Israel but also for the whole world and for all times. Then the risen Lord
entrusted, explicitly to the apostles (see Luke 6:13), the task of making disciples
of all nations, assuring them of his presence and his help until the end of
time (see Matthew 28:19-20). The universality of salvation entails, besides,
that the Easter memorial be celebrated without interruption throughout history
until Christ’s glorious return (see 1 Corinthians 11:26). Who will activate
this saving presence of the Lord Jesus through the ministry of the apostles —
the leaders of the eschatological
The answer is clear: the Holy Spirit. The Acts of the Apostles — in continuity with the plan of Luke’s Gospel — presents a firsthand account of the close interrelationship between the Spirit and those whom Christ has sent out as well as the community they have gathered together.
Thanks to the work of the Holy
Spirit, the apostles and their successors are able to fulfill throughout the
ages the mission they have received from the risen Lord: “You are witnesses of
these things. And [behold] I am sending the promise of my Father upon you”
(Luke 24:48-49); “You will receive power when the Holy Spirit comes upon you,
and you will be my witnesses in
It is, therefore, the Spirit himself who, through the laying on of hands and the prayer of the apostles, consecrates and sends out the new missionaries of the Gospel (for example, in Acts 13:3 and 1 Timothy 4:14). It is interesting to note that, whereas some passages say that Paul appointed presbyters for the churches (see Acts 14:23), other passages state that it is the Spirit who appoints shepherds for the flock (see Acts 20:28). This shows that the work of the Spirit and Paul’s work are deeply interrelated. In times of solemn decisions for the life of the Church, the Spirit is present to guide her. This guiding presence of the Holy Spirit was especially experienced at the Council of Jerusalem, whose concluding words resounded with the following affirmation: “It is the decision of the Holy Spirit and of us” (Acts 15:28). The Church grows and walks “in the fear of the Lord and filled with the consolation of the Holy Spirit” (Acts 9:31).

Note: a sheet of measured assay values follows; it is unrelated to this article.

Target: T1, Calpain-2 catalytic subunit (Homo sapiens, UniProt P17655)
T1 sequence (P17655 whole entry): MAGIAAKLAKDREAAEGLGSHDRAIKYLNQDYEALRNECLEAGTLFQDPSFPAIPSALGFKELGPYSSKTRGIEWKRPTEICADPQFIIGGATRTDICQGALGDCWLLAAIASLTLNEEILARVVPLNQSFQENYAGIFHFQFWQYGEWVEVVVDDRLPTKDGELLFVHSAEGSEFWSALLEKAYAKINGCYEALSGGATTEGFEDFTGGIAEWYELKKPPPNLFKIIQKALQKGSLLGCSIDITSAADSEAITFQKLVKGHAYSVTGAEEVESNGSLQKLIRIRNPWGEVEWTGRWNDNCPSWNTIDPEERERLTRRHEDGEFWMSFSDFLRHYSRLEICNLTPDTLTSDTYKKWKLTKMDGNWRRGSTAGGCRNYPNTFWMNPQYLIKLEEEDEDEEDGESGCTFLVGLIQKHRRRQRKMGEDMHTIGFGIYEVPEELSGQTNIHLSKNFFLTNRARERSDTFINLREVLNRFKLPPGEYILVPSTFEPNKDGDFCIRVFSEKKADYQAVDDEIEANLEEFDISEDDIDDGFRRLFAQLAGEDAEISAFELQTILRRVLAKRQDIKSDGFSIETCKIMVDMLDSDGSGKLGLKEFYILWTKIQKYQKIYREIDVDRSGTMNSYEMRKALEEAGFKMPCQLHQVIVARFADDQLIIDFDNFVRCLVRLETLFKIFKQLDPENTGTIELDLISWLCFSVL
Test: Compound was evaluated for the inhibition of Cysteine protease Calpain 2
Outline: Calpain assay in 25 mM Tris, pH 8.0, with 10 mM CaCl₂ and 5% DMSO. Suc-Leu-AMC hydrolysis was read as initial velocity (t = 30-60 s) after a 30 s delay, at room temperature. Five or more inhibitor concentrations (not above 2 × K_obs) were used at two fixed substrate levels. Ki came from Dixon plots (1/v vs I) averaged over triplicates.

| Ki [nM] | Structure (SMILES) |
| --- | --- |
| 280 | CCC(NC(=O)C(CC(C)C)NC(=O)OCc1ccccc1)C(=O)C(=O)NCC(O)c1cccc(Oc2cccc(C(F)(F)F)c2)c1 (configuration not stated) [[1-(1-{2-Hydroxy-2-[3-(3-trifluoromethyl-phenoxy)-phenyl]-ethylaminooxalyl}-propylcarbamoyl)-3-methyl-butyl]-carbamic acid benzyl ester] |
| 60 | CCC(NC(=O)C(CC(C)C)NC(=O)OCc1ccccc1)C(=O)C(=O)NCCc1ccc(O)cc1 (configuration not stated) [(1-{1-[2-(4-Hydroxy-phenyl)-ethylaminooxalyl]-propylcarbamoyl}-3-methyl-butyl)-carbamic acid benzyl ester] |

Holy Spirit’s Role
This ongoing actualization of the active presence of the Lord Jesus in his people — which the Holy Spirit brings about and which is expressed in the Church through the apostolic ministry and fraternal communion — is the theological meaning of the term Tradition. It is not merely a material handing on of all that was given to the apostles at the beginning, but the efficacious presence of the crucified and risen Lord Jesus who accompanies and guides in the Spirit the community he has gathered together.
Tradition is the communion of the faithful around their legitimate shepherds over the course of history, a communion that the Holy Spirit nurtures, thereby assuring the link between the apostolic faith that the original community of disciples experienced and the present experience of Christ in his Church. In other words, Tradition is the organic continuity of the Church, the holy temple of God the Father, built upon the foundation of the apostles and held together by Christ the cornerstone through the life-giving work of the Spirit: “So then you are no longer strangers and sojourners, but you are fellow citizens with the holy ones and members of the household of God, built upon the foundation of the apostles and prophets, with Christ Jesus himself as the capstone. Through him the whole structure is held together and grows into a temple sacred in the Lord; in him you also are being built together into a dwelling place of God in the Spirit” (Ephesians 2:19-22).
Thanks to Tradition, guaranteed by the ministry of the apostles and their successors, the water of life that flowed from the side of Christ and his saving blood reach women and men of every age. In this way, Tradition is the permanent presence of the Savior who comes to meet us, redeem us and sanctify us in the Spirit through the ministry of his Church to the glory of the Father.
As a concluding summary, we can therefore say that Tradition is not the handing on of things or words—a collection of dead things. Tradition is the living river that joins us to our origins, the living river in which our origins are always present. It is the great river that leads us to the port of eternity. Since this is so, in this living river is fulfilled, ever anew, the word of the Lord that we heard at the beginning from the lips of the reader, “Behold, I am with you always, until the end of the age” (Matthew 28:20).
- May 7-13, 2006